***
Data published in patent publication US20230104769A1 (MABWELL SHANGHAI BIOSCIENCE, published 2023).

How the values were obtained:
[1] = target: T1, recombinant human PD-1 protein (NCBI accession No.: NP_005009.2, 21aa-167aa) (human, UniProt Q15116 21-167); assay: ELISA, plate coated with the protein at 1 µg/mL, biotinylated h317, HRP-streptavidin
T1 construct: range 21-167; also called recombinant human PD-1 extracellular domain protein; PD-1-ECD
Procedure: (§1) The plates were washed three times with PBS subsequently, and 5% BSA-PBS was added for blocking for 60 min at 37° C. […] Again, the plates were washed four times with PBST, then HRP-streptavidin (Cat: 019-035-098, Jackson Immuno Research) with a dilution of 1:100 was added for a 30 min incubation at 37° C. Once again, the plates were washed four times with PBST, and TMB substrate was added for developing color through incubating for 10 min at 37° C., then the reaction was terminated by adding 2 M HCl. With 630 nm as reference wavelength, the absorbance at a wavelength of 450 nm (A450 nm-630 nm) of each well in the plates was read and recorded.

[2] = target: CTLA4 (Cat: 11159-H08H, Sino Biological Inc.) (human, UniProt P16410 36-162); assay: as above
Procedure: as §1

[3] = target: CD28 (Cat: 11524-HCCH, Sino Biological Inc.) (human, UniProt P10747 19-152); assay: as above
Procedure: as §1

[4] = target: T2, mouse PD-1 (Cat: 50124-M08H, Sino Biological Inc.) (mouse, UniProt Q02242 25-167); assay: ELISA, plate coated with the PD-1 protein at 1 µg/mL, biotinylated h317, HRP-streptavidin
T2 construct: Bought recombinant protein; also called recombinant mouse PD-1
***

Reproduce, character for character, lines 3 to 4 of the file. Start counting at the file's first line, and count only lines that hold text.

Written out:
[1] = target: T1, recombinant human PD-1 protein (NCBI accession No.: NP_005009.2, 21aa-167aa) (human, UniProt Q15116 21-167); assay: ELISA, plate coated with the protein at 1 µg/mL, biotinylated h317, HRP-streptavidin
T1 construct: range 21-167; also called recombinant human PD-1 extracellular domain protein; PD-1-ECD